There was an average increase of a third in demand for counselling at universities throughout the UK in the last four years, according to a study by Help me Investigate. Glasgow University has seen the number of students registered with CAPS rise from 512 students in 2008-9 to 1251 in 2012-13. Glasgow University has the longest waiting list of the universities in the UK, with 239 people on it.
This increase has raised concerns that the University's provision of the Counselling and Psychological Services (CAPS) is not sufficient for the demand of students.
Although Glasgow University is not a member of NUS, the union released statistics in May showing the number of students with mental health concerns was increasing across the UK. The survey revealed that 92 per cent of students surveyed had experienced some sort of mental distress. 49 per cent of students had experienced feelings of depression, 55 per cent anxiety, 14 per cent thoughts of self-harm and 13 per cent suicidal thoughts.
There were various reasons for the many types of mental distress experienced. 65 per cent of those surveyed put their stress down to coursework deadlines, while 47 per cent revealed that financial worries were a trigger.
NUS also found that only 17 per cent of students had seeked advice from their place of study or their student union.
CAPS, which is funded entirely by the University, has 14 members of staff employed for the coming academic year - four of whom work full-time for the service. Of those that work full-time, two are administrative, one is a clinical psychologist and the other a counsellor. Of the ten that are employed part-time, there are nine counselors and one psychiatrist - who is contracted for only two hours per week.
The University emphasises their commitment to the service, and suggests there are a variety of possible explanations for the increase in demand.
A University spokesperson said: “Student welfare is one of our highest priorities and we have made significant investment in the services that we provide, including improved provision of support to those who require counselling. Whilst it is true that there has been a rise in the number of students seeking assistance, this may – at least in part – be due to increased awareness of the services and support that is now available.”
However, despite a 92 per cent increase in the CAPS budget from £191,188 in 2008/09 to £366,897 in 2012/13 and a campaign last year by the SRC in support of increased funding, students using the service have found the consultation process lengthy.
For 2012-13, the average waiting time for students contacting CAPS was 12 days before their initial assessment appointment, then a further 33 days until their first appointment of their series of counselling sessions.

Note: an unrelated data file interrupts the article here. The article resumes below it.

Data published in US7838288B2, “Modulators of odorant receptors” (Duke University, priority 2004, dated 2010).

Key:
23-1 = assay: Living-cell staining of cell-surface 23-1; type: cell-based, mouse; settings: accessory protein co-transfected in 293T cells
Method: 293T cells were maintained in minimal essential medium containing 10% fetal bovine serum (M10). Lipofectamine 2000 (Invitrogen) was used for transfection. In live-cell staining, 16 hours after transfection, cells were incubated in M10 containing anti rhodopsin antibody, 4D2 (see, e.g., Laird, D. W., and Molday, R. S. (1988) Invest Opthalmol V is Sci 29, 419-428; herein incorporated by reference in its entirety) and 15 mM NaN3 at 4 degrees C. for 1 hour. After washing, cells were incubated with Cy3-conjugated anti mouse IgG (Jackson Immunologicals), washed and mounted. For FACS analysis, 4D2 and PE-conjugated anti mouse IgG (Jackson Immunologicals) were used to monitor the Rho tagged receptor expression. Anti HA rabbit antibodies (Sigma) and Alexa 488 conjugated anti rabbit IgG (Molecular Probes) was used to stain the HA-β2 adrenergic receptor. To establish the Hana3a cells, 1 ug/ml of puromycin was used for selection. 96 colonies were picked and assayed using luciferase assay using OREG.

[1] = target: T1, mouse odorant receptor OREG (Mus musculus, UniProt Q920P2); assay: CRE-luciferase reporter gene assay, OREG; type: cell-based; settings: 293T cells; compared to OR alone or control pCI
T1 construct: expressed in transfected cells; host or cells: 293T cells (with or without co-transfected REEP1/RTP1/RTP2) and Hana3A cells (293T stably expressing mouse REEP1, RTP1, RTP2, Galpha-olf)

Multiple students, who wish to remain anonymous, have reported waiting periods, after the initial assessment, varying from 8 weeks to an entire semester before counselling sessions began.
One student had mixed feelings about the service. She said: "I do not plan to continue using the counselling services. I think if I was ever in a personal crisis again, I would prefer to be seen immediately while the problem was at its worst, rather than wait to be seen in which time the problem could have either escalated or resolved itself without the need for the service.
"The counselling services were clearly understaffed and, after the first, I were automatically given a maximum block of six appointments. Although this was sufficient for me, some friends have felt the same block of time was not enough for them. I think there needs to be more of a good thing. It's a really valuable service that supports lots of people across campus, however, I think it needs to be expanded to meet the increasing need across campus."
The University outlined its stance on reducing waiting times: "We are working hard to reduce waiting lists, but would emphasise that we aim to provide all students with an assessment appointment within two weeks and that we also offer a daily drop-in service. Where we believe any individual case requires more immediate attention we are able respond in an appropriate manner.”
The SRC has also taken note of the strain that CAPS are under. Vice President for Student Support, Louise Graham, commented:
"It is encouraging that students at Glasgow feel comfortable using the services provided for them and recognise when they need to use this service. However, it is true that the Counselling Service is under a lot of pressure. The SRC has been putting in effort to try to relieve this by running campaigns such as Welfare Week throughout the year and are looking to implement a new Student Mental Health policy next semester.”
She also outlined plans for future collaboration between the SRC and CAPS, saying: “A recent review of counselling has led to the SRC working with the service to develop an online portal with information for students and developing an online chat service. While this isn’t a substitute for counselling, we hope that this may relieve the pressures on the drop-in service and help students while they are waiting to use the service.”